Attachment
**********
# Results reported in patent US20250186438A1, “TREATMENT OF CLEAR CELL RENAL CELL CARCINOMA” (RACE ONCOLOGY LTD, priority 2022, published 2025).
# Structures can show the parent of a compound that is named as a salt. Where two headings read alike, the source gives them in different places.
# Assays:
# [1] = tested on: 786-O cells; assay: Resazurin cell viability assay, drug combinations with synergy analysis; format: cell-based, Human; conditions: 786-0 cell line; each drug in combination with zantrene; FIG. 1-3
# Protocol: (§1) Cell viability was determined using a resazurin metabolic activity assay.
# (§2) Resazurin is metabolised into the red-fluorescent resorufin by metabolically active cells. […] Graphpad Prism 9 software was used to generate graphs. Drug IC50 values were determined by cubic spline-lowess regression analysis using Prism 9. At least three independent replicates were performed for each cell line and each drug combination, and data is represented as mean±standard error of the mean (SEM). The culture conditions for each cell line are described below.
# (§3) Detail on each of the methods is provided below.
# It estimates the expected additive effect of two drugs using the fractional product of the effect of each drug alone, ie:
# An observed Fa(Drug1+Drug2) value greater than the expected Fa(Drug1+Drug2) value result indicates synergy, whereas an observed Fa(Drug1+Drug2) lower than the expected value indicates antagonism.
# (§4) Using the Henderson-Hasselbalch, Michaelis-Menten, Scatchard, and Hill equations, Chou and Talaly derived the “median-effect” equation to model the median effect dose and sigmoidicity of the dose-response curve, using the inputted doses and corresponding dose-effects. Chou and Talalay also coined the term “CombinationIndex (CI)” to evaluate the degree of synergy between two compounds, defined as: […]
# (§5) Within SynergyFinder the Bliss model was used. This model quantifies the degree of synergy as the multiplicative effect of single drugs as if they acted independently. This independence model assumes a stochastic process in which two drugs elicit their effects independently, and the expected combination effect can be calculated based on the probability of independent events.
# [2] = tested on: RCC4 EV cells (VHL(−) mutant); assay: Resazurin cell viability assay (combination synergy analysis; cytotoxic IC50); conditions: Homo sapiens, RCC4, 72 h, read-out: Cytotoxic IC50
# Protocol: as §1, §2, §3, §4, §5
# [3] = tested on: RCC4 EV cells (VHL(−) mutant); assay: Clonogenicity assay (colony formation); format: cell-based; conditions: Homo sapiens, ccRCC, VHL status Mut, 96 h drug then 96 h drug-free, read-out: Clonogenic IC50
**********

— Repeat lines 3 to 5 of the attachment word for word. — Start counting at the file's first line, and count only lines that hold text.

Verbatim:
# Assays:
# [1] = tested on: 786-O cells; assay: Resazurin cell viability assay, drug combinations with synergy analysis; format: cell-based, Human; conditions: 786-0 cell line; each drug in combination with zantrene; FIG. 1-3
# Protocol: (§1) Cell viability was determined using a resazurin metabolic activity assay.